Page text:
• If a serious event were to occur, fence-sitters and those who have done nothing to prepare would overwhelm preparedness suppliers, manufacturers, and normal retail outlets.  Products will be sold out or long lead times will prevail.  The nature of the triggering events will determine the availability of preparedness supplies for both the short and long terms. 
  • Preparedness niche companies and their suppliers have a limited supply of goods on hand during normal business activity.  At all levels of the supply chain there is a restricted amount of products available.  Y2K, hurricanes, and international disasters have all been testaments to disruptions in certain product availability.  A widespread and prolonged emergency will have a devastating effect on the availability of goods and services.  This is especially true of specialty food processors.
  • The mainstream media will not accurately depict the real state of affairs regarding the current conditions in our society.  This relates to politics, the economy, financial issues, government action and inaction, weather effects, and anything that would be valuable for citizens to know so that they can prepare in advance for shortages.  Information is significantly manipulated, controlled, and fabricated.  This includes what you hear and what you don’t hear.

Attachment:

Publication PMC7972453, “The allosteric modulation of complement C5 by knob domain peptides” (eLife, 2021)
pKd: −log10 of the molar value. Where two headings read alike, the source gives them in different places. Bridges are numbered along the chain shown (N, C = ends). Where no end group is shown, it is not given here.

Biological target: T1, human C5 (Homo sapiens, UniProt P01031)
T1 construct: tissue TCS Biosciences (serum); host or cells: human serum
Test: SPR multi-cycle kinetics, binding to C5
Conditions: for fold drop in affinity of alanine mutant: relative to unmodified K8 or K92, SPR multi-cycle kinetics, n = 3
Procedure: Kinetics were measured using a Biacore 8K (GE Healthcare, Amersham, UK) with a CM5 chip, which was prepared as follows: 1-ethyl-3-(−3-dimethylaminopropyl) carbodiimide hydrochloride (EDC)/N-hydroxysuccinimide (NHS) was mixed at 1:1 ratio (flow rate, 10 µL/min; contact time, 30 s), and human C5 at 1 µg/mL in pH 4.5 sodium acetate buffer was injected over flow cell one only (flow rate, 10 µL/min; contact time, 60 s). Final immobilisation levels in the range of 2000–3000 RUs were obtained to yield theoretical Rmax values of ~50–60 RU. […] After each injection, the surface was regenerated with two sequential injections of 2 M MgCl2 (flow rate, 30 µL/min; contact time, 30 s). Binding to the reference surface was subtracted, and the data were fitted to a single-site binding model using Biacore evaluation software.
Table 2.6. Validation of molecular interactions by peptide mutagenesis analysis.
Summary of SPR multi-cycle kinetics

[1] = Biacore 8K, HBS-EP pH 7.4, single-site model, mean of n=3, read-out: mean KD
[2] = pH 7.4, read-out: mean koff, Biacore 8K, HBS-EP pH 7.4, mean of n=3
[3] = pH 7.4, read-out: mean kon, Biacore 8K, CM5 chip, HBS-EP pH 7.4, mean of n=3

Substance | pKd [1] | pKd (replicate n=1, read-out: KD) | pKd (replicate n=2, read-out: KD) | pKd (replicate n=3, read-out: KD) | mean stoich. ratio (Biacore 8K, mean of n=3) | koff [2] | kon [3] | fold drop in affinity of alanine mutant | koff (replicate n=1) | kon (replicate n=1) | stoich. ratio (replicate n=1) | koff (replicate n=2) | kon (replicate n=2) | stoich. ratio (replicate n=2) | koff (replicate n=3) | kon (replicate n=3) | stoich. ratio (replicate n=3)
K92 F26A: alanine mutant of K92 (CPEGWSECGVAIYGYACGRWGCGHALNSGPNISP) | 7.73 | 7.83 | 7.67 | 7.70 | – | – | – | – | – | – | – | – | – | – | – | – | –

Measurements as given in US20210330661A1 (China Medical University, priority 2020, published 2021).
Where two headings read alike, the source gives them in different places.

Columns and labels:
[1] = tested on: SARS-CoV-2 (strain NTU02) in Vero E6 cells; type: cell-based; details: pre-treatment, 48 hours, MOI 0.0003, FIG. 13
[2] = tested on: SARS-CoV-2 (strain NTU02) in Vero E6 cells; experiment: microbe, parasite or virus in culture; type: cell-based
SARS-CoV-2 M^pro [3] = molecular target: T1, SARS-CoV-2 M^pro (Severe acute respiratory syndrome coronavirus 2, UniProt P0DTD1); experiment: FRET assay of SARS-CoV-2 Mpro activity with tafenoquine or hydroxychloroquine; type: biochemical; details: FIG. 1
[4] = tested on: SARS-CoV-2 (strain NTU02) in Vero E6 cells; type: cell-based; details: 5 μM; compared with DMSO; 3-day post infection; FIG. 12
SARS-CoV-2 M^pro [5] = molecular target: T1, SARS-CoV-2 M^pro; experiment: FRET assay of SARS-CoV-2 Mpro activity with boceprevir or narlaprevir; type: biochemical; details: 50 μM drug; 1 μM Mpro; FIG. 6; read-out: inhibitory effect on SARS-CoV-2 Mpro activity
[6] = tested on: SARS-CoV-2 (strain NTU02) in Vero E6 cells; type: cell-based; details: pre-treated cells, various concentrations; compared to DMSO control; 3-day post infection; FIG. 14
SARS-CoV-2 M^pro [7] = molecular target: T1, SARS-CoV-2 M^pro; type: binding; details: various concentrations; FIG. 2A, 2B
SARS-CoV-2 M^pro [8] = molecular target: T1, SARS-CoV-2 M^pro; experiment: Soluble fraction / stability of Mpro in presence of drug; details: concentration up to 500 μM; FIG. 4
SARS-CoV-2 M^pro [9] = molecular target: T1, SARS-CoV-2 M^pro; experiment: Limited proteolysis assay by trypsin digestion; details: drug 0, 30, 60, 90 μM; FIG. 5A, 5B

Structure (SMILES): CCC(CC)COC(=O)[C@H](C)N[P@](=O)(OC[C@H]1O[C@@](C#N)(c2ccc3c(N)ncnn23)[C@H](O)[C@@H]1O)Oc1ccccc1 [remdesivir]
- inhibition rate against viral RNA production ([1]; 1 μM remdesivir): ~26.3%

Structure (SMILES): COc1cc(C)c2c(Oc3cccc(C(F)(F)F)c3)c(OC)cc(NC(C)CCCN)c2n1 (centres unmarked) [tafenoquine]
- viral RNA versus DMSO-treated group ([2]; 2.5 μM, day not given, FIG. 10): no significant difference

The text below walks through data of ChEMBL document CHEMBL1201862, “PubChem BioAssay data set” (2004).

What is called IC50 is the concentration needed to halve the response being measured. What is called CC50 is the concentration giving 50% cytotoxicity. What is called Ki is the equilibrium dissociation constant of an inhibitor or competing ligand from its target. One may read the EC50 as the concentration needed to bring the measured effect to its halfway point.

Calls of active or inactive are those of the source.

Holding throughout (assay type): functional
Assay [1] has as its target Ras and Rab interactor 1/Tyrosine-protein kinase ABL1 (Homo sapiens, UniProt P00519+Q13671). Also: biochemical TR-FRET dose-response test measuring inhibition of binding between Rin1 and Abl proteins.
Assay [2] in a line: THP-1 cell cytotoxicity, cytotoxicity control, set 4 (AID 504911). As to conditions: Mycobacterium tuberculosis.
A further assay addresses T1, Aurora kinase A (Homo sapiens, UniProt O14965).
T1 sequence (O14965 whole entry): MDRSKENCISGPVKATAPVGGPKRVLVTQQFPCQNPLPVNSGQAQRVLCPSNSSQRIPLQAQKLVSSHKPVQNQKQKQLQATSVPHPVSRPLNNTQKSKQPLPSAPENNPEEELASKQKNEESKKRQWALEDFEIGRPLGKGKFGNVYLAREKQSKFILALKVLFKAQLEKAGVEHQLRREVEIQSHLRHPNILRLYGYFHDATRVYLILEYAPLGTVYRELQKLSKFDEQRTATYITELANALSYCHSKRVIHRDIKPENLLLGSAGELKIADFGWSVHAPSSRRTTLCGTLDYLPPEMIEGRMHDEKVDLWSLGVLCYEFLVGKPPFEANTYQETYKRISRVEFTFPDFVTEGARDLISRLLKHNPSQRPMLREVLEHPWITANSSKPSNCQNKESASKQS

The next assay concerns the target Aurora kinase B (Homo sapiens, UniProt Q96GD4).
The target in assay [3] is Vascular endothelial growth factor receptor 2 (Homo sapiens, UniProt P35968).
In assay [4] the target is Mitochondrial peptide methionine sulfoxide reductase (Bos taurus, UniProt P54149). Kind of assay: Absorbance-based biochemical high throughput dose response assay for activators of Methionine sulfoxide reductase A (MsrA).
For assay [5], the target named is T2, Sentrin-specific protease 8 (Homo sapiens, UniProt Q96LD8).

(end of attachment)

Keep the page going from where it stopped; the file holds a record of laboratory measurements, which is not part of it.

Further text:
• The current drought has had some effect on food prices and availability, but not catastrophically.  The increases in costs have already been factored in as they relate to commodity futures. Corn, soybeans, and wheat were the crops most affected by the drought, as were potatoes and to a smaller extent other vegetables and fruits.
  • A record corn crop was initially anticipated, so the effect of the drought could have been worse.  NOTE: 40% of the U.S. corn crop goes for ethanol.
  • Currently the price of most beans has dropped some due to good yields in North Dakota, where 2/3 of the nation’s beans are grown.  Availability of beans and other grains is good.